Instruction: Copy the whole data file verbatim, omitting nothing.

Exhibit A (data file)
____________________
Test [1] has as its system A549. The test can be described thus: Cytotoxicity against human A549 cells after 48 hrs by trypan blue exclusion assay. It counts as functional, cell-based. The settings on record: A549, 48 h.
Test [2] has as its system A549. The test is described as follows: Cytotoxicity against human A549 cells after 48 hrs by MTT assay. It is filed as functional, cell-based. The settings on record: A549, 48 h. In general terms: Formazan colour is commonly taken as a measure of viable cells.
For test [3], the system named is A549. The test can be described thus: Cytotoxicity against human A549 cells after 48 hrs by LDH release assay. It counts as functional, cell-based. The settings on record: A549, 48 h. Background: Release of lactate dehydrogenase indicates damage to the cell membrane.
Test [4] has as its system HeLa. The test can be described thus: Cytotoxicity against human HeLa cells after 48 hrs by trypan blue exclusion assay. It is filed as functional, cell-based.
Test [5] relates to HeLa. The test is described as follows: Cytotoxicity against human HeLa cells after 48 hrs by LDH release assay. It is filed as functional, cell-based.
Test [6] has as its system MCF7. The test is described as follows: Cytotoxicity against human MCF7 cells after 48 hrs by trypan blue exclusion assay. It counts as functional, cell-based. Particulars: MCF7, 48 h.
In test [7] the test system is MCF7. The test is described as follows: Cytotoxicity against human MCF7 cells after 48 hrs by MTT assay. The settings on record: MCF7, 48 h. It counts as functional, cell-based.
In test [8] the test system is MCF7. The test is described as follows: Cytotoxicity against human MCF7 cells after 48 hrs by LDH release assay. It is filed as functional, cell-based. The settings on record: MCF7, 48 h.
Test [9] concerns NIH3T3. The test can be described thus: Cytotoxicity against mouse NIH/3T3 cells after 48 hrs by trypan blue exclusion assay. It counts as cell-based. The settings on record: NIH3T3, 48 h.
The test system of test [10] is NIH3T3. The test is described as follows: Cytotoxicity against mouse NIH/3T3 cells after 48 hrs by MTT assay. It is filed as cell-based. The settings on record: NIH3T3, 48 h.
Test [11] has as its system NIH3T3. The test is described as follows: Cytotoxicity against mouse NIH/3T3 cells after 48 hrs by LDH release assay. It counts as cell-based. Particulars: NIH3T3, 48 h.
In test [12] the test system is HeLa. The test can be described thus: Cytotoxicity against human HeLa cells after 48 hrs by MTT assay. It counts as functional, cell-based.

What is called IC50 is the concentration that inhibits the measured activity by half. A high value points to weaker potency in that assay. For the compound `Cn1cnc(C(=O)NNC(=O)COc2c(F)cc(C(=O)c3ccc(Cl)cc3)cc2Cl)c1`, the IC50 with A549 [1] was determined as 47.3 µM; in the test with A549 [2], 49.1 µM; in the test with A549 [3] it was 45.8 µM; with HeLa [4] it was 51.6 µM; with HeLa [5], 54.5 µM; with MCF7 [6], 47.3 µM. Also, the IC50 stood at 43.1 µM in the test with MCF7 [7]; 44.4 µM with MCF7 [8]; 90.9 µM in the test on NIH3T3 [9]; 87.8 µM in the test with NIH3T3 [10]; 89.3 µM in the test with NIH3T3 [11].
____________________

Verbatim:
Test [1] has as its system A549. The test can be described thus: Cytotoxicity against human A549 cells after 48 hrs by trypan blue exclusion assay. It counts as functional, cell-based. The settings on record: A549, 48 h.
Test [2] has as its system A549. The test is described as follows: Cytotoxicity against human A549 cells after 48 hrs by MTT assay. It is filed as functional, cell-based. The settings on record: A549, 48 h. In general terms: Formazan colour is commonly taken as a measure of viable cells.
For test [3], the system named is A549. The test can be described thus: Cytotoxicity against human A549 cells after 48 hrs by LDH release assay. It counts as functional, cell-based. The settings on record: A549, 48 h. Background: Release of lactate dehydrogenase indicates damage to the cell membrane.
Test [4] has as its system HeLa. The test can be described thus: Cytotoxicity against human HeLa cells after 48 hrs by trypan blue exclusion assay. It is filed as functional, cell-based.
Test [5] relates to HeLa. The test is described as follows: Cytotoxicity against human HeLa cells after 48 hrs by LDH release assay. It is filed as functional, cell-based.
Test [6] has as its system MCF7. The test is described as follows: Cytotoxicity against human MCF7 cells after 48 hrs by trypan blue exclusion assay. It counts as functional, cell-based. Particulars: MCF7, 48 h.
In test [7] the test system is MCF7. The test is described as follows: Cytotoxicity against human MCF7 cells after 48 hrs by MTT assay. The settings on record: MCF7, 48 h. It counts as functional, cell-based.
In test [8] the test system is MCF7. The test is described as follows: Cytotoxicity against human MCF7 cells after 48 hrs by LDH release assay. It is filed as functional, cell-based. The settings on record: MCF7, 48 h.
Test [9] concerns NIH3T3. The test can be described thus: Cytotoxicity against mouse NIH/3T3 cells after 48 hrs by trypan blue exclusion assay. It counts as cell-based. The settings on record: NIH3T3, 48 h.
The test system of test [10] is NIH3T3. The test is described as follows: Cytotoxicity against mouse NIH/3T3 cells after 48 hrs by MTT assay. It is filed as cell-based. The settings on record: NIH3T3, 48 h.
Test [11] has as its system NIH3T3. The test is described as follows: Cytotoxicity against mouse NIH/3T3 cells after 48 hrs by LDH release assay. It counts as cell-based. Particulars: NIH3T3, 48 h.
In test [12] the test system is HeLa. The test can be described thus: Cytotoxicity against human HeLa cells after 48 hrs by MTT assay. It counts as functional, cell-based.

What is called IC50 is the concentration that inhibits the measured activity by half. A high value points to weaker potency in that assay. For the compound `Cn1cnc(C(=O)NNC(=O)COc2c(F)cc(C(=O)c3ccc(Cl)cc3)cc2Cl)c1`, the IC50 with A549 [1] was determined as 47.3 µM; in the test with A549 [2], 49.1 µM; in the test with A549 [3] it was 45.8 µM; with HeLa [4] it was 51.6 µM; with HeLa [5], 54.5 µM; with MCF7 [6], 47.3 µM. Also, the IC50 stood at 43.1 µM in the test with MCF7 [7]; 44.4 µM with MCF7 [8]; 90.9 µM in the test on NIH3T3 [9]; 87.8 µM in the test with NIH3T3 [10]; 89.3 µM in the test with NIH3T3 [11].